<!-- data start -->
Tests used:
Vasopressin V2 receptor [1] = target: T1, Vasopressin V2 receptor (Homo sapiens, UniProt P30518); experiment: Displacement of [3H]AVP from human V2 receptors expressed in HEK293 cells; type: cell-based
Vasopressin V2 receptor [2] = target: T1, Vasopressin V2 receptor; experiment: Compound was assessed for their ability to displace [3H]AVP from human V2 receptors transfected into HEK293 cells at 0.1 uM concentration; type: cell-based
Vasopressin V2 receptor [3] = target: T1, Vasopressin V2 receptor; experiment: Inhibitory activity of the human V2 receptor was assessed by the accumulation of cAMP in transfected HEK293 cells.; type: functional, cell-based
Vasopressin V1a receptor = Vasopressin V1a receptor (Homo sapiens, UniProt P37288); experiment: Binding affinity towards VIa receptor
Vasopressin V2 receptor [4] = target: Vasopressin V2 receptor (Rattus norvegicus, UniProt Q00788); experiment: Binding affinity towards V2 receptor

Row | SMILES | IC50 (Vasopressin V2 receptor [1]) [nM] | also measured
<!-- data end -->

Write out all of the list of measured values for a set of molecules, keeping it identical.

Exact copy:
Tests used:
Vasopressin V2 receptor [1] = target: T1, Vasopressin V2 receptor (Homo sapiens, UniProt P30518); experiment: Displacement of [3H]AVP from human V2 receptors expressed in HEK293 cells; type: cell-based
Vasopressin V2 receptor [2] = target: T1, Vasopressin V2 receptor; experiment: Compound was assessed for their ability to displace [3H]AVP from human V2 receptors transfected into HEK293 cells at 0.1 uM concentration; type: cell-based
Vasopressin V2 receptor [3] = target: T1, Vasopressin V2 receptor; experiment: Inhibitory activity of the human V2 receptor was assessed by the accumulation of cAMP in transfected HEK293 cells.; type: functional, cell-based
Vasopressin V1a receptor = Vasopressin V1a receptor (Homo sapiens, UniProt P37288); experiment: Binding affinity towards VIa receptor
Vasopressin V2 receptor [4] = target: Vasopressin V2 receptor (Rattus norvegicus, UniProt Q00788); experiment: Binding affinity towards V2 receptor

Row | SMILES | IC50 (Vasopressin V2 receptor [1]) [nM] | also measured